You're welcome Although new to the whole PP thing, I'm very impressed with how much LR3 can achieve. Won't touch CS5 until I've exhausted Lightroom's possibilities.

    Bracketing your exposures may help = correct, + & - by a stop, if you do that now, sorry. If not, give it a whirl. And take your light reading from a middle zone tone
    Thank you. I'll try that tomorrow, but today Domesticity rules, and since she's usually an absent ruler, I obey her on her rare visits to the Kingdom

    I bet there are lots of interesting objects to capture around old buildings like this one.
    I wish there was an abbey or two nearby, like you have, but our local churches are ancient and full of all kinds of beautiful surprises. I shall probably spend even more time in them come winter.

    Mistakes are the way forward!

    Have fun
    The great thing about learning photography is that it's even fun when you're making mistakes

    Seri

  6. #6
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    Re: Muting the lights with LR

    Seri

    I took one look at your pic and i thought that would make a great b/w shot, here`s what i came up with in photoshop, hope you dont mind.

    Muting the lights with LR

  7. #7
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    Re: Muting the lights with LR

    Hi Mick, I'm not sure how to do a screen shot on the MAC, but on the PC, most keyboards have a 'Print Screen' button that puts a copy of the screen image in the Windows Clipboard. You can then open Accessories/Paint and do a Control V (or Edit/Paste) to open the image in Paint. Then just save the image as a JPG. Hope this Helps!

  8. #8

    Re: Muting the lights with LR

    Hey Frank

    Thanks mate, I'll give that a go.

    Cheers dude

  9. #9

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    Re: Muting the lights with LR

    Or if you are using windows7 do a search and find and set up the snipping tool.

    Wendy

  10. #10

    Re: Muting the lights with LR



    Snipping tool, sounds fun!

    Thanks Wendy, I'll look for that too

  11. #11

    Re: Muting the lights with LR

    Wendy, just found it, great... thanks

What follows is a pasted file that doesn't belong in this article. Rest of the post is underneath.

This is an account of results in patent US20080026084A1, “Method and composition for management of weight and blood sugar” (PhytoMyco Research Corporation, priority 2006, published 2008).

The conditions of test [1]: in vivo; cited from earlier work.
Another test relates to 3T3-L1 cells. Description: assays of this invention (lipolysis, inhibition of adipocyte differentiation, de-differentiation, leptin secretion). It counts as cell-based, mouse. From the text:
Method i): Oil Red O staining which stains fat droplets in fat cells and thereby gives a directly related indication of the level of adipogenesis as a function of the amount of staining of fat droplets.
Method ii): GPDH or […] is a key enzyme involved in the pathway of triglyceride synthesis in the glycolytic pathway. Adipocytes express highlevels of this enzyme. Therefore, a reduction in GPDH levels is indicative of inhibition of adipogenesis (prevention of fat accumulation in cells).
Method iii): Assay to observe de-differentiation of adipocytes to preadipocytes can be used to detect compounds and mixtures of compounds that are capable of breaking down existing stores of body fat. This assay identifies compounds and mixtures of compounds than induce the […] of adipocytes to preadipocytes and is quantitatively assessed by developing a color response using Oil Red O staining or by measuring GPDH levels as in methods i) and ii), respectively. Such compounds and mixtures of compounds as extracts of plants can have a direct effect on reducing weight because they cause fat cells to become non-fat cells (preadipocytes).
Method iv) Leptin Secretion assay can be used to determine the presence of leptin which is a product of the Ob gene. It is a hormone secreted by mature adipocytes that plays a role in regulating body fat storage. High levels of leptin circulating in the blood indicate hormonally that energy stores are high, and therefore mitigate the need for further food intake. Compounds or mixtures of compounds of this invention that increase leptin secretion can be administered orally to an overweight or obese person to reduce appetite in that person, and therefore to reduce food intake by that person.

12. #12
    Seriche's Avatar
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    Re: Muting the lights with LR

    Quote Originally Posted by DaveWilky View Post
    Seri

    I took one look at your pic and i thought that would make a great b/w shot, here`s what i came up with in photoshop, hope you dont mind.

    Muting the lights with LR
    Hi Dave,

    I hadn't thought of that. It looks great The door now looks more solid and 3D too. When I start using CS5 I'll be coming to you for tips; I hope you know that

    I don't mind anyone working on my photos. I'm always grateful when they've taken the time to illustrate their advice. Maybe I should try to squeeze that into my signature

    Many thanks, Dave.

    Seri

  13. #13

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    Re: Muting the lights with LR

    Hey Seri
    Looking at the black and whites prompted me to have a 2 minute go in Lightroom.
    Here's what I got. Key thing for lowering your door highlights was a reduction in the blue contribution to the b&w mix.
    Cheers
    Tim
    Attached Images Attached Images

  14. #14
    Seriche's Avatar
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    Re: Muting the lights with LR

    Quote Originally Posted by Macmahon View Post
    Hey Seri
    Looking at the black and whites prompted me to have a 2 minute go in Lightroom.
    Here's what I got. Key thing for lowering your door highlights was a reduction in the blue contribution to the b&w mix.
    Cheers
    Tim
    Thanks a bunch for that, Tim

    It's amazing how much we can overlook when we don't think hard enough about a problem. Due to having done a bit of watercolour painting in the past I knew that both reflections and shadows have individual colours, but when trying to work out which sliders to use in LR, I only thought in terms of black and white and never considered lowering the blues.

    Mick took the blues right down too, but when reading his settings first time round, I missed the significance of that move.

    Thanks to you both I won't make the assumption that reflections are white ever again

    Seri